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The Countryside Code

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The Countryside Code is a set of guidelines designed for use by both the public and land managers across England and Wales. It is titled as a guide for enjoying parks and waterways, coast and countryside. It was established in 2004 as a relaunch of The Country Code, which existed since the 1930s.

The Countryside Code is managed by Natural England in England and Natural Resources Wales in Wales. Whilst both organisations oversee the Countryside Code, they are each individually responsible for promoting it in their respective country.

The original rules[edit]

The Country Code Book 1982

The Country Code evolved from the work of various organisations and had several different versions from the 1930s. The most widely accepted version of The Country Code was published in 1981 by the Countryside Commission:[1]

  1. Enjoy the countryside and respect its life and work
  2. Guard against all risk of fire
  3. Fasten all gates
  4. Keep your dogs under close control
  5. Keep to public paths across farmland
  6. Use gates and stiles to cross fences, hedges and walls
  7. Leave livestock, crops and machinery alone
  8. Take your litter home
  9. Help to keep all water clean
  10. Protect wildlife, plants and trees
  11. Take special care on country roads
  12. Make no unnecessary noise

In the 1960s and 70s the Country Code was publicised by several public information films shown in cinemas and on television.[2]

At some point after 1981, the instruction to fasten all gates was replaced with one to instead leave gates as found.[3]

The Countryside Code[edit]

In 2004 The Country Code was revised and relaunched as The Countryside Code (Côd Cefn Gwlad in Welsh) to reflect the introduction of new open access rights and changes in society over the preceding years. The revised Code was produced through a partnership between the Countryside Agency and the Countryside Council for Wales

  • Be safe - plan ahead and follow any signs
  • Leave gates and property as you find them
  • Protect plants and animals, and take your litter home
  • Keep dogs under close control
  • Consider other people

The Countryside Code Refresh[edit]

A new, refreshed Countryside Code was launched by Natural England and Natural Resources Wales, coinciding with the 70th anniversary of the creation of the founding booklet. [1]Key changes to the Countryside Code included:

  • New advice for people to ‘be nice, say hello, share the space’ as well as ‘enjoy your visit, have fun, make a memory’.
  • A reminder not to feed livestock, horses or wild animals.
  • To stay on marked footpaths, even if they are muddy, to protect crops and wildlife.
  • Information on permissions to do certain outdoor activities, such as wild swimming.
  • Clearer rules for dog walkers to take home dog poo and use their own bin if a there are no public waste bins.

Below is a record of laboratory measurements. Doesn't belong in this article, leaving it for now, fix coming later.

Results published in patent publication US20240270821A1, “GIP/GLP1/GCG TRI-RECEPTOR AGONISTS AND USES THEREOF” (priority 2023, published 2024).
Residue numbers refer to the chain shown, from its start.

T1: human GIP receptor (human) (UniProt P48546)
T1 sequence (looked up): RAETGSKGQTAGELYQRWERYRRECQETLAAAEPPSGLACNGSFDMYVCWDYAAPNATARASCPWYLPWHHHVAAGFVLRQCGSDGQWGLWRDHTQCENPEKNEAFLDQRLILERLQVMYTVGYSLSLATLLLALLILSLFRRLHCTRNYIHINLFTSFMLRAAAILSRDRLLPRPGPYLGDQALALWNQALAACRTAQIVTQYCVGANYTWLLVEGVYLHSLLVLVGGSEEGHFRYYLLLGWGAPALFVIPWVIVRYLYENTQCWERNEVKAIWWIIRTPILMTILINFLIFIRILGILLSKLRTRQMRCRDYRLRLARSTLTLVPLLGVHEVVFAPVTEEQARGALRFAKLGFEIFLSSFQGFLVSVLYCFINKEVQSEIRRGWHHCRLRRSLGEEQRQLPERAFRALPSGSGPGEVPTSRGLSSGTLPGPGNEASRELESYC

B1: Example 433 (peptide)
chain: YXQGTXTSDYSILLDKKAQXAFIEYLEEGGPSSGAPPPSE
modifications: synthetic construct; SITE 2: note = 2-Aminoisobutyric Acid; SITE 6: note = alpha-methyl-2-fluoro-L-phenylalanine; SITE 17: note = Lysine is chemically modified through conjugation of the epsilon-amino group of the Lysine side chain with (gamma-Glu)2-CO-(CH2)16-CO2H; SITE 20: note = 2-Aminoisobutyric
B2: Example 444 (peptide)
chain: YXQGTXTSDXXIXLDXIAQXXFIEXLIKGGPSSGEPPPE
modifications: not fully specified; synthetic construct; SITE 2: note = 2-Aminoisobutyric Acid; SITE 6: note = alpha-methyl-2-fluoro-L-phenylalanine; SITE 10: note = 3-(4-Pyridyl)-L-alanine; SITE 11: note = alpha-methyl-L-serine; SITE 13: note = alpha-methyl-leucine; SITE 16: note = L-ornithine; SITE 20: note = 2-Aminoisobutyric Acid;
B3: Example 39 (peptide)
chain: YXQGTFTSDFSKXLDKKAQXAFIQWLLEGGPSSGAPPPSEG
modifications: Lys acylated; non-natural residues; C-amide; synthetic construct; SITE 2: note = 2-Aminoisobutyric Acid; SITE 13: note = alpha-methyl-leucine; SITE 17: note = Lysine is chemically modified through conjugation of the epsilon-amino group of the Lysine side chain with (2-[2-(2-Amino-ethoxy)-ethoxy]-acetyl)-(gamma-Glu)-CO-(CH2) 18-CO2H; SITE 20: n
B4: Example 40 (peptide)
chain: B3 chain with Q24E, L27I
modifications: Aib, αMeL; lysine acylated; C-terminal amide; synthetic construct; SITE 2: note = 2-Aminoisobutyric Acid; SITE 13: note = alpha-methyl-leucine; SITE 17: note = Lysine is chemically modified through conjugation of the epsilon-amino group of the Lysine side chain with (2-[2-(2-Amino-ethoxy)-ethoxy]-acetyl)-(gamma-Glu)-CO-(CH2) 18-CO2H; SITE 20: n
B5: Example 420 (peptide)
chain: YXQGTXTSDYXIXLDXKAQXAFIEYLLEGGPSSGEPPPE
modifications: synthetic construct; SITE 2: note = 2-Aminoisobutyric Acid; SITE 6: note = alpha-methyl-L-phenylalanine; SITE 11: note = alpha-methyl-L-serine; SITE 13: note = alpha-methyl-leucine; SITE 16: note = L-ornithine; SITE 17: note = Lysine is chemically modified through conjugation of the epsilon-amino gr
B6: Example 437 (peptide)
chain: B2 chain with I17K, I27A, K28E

• A refreshed tone of voice, creating a guide for the public rather than a list of rules – recognising the significant health and wellbeing benefits of spending time in nature.
  • New wording to make clear that the code applies to all our natural places, including parks and waterways, coast and countryside.

Shaun the Sheep and the Countryside Code[edit]

In May 2023, Natural England and Aardman Animations launched a new campaign for the Countryside Code, alongside Shaun the Sheep. The aim of the campaign was to engage young people and children with the messages of the Countryside Code. [2]

The Scottish Outdoor Access Code[edit]

In Scotland, where there is a more general right of access, Scottish Natural Heritage developed The Scottish Outdoor Access Code, which was approved in draft form by the Scottish Parliament in July 2003 following the passing of the Land Reform (Scotland) Act of the same year, and was accepted in February 2005. The Scottish Outdoor Access Code differs significantly from The Country Code in that it promotes access rights that include crossing over land and non-motorised recreational activities like walking, cycling, angling and horse riding, and will normally apply in all rural settings. The basis of access rights over land (in Scotland) is of shared responsibilities, in that those exercising such rights have to act responsibly, following the Scottish Outdoor Access Code, while land owners/managers have a reciprocal responsibility in respecting the interests of those who exercise their rights.[4]

The Scottish code "is based on three key principles [which] apply equally to the public and to land managers":[5]

  1. Take personal responsibility for your own actions.
  2. Respect people's privacy and peace of mind.
  3. Help land managers and others to work safely and effectively.

Three additional principles apply to visitors:[6]

  1. Care for your environment.
  2. Keep your dog under proper control.
  3. Take extra care if you are organising an event or running a business.

Both the Countryside Code and the Scottish code provide guidance for land managers as well as visitors.

See also[edit]


  1. ^ Fennell, David A.; Malloy, David (16 May 2007). Codes of Ethics in Tourism: Practice, Theory, Synthesis. Channel View Publications. p. 29. ISBN 978-1-84541-061-2.
  2. ^ "Joe and Petunia: Acceptance of the Country Code". BFI Screenonline. Retrieved 13 January 2017.
  3. ^ Thomas, Sue (1999). Geography. Nelson Thornes. ISBN 978-0-7487-3588-4. Retrieved 18 August 2022.
  4. ^ "Scottish Outdoor Access Code". Scottish Natural Heritage. Retrieved 12 February 2018.
  5. ^ "Scottish Outdoor Access Code" (PDF). Scottish Natural Heritage. 5 March 2014. See section 1.3.
  6. ^ "Scottish Outdoor Access Code", pp.17–19

External links[edit]